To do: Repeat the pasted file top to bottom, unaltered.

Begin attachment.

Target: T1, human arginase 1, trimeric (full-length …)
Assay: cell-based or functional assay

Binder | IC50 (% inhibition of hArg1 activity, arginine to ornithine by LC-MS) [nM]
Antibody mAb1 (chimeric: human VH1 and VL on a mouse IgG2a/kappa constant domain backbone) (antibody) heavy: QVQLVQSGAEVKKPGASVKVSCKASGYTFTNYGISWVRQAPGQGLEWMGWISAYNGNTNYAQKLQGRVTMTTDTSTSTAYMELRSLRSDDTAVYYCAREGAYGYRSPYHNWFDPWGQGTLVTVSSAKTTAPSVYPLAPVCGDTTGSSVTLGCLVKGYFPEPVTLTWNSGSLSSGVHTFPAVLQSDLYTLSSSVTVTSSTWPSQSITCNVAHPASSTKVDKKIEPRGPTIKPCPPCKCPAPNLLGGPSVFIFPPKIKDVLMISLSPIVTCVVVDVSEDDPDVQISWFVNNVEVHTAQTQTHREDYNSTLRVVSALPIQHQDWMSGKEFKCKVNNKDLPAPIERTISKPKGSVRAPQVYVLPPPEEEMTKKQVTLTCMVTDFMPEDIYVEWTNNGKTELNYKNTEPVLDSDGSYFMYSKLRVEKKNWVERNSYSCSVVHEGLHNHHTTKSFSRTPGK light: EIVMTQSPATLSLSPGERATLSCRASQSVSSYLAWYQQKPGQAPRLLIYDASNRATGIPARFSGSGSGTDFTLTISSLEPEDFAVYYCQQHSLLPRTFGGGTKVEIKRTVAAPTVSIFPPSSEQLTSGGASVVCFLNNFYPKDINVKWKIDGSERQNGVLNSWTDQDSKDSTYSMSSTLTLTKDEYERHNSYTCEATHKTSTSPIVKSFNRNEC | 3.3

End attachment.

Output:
Target: T1, human arginase 1, trimeric (full-length …)
Assay: cell-based or functional assay

Binder | IC50 (% inhibition of hArg1 activity, arginine to ornithine by LC-MS) [nM]
Antibody mAb1 (chimeric: human VH1 and VL on a mouse IgG2a/kappa constant domain backbone) (antibody) heavy: QVQLVQSGAEVKKPGASVKVSCKASGYTFTNYGISWVRQAPGQGLEWMGWISAYNGNTNYAQKLQGRVTMTTDTSTSTAYMELRSLRSDDTAVYYCAREGAYGYRSPYHNWFDPWGQGTLVTVSSAKTTAPSVYPLAPVCGDTTGSSVTLGCLVKGYFPEPVTLTWNSGSLSSGVHTFPAVLQSDLYTLSSSVTVTSSTWPSQSITCNVAHPASSTKVDKKIEPRGPTIKPCPPCKCPAPNLLGGPSVFIFPPKIKDVLMISLSPIVTCVVVDVSEDDPDVQISWFVNNVEVHTAQTQTHREDYNSTLRVVSALPIQHQDWMSGKEFKCKVNNKDLPAPIERTISKPKGSVRAPQVYVLPPPEEEMTKKQVTLTCMVTDFMPEDIYVEWTNNGKTELNYKNTEPVLDSDGSYFMYSKLRVEKKNWVERNSYSCSVVHEGLHNHHTTKSFSRTPGK light: EIVMTQSPATLSLSPGERATLSCRASQSVSSYLAWYQQKPGQAPRLLIYDASNRATGIPARFSGSGSGTDFTLTISSLEPEDFAVYYCQQHSLLPRTFGGGTKVEIKRTVAAPTVSIFPPSSEQLTSGGASVVCFLNNFYPKDINVKWKIDGSERQNGVLNSWTDQDSKDSTYSMSSTLTLTKDEYERHNSYTCEATHKTSTSPIVKSFNRNEC | 3.3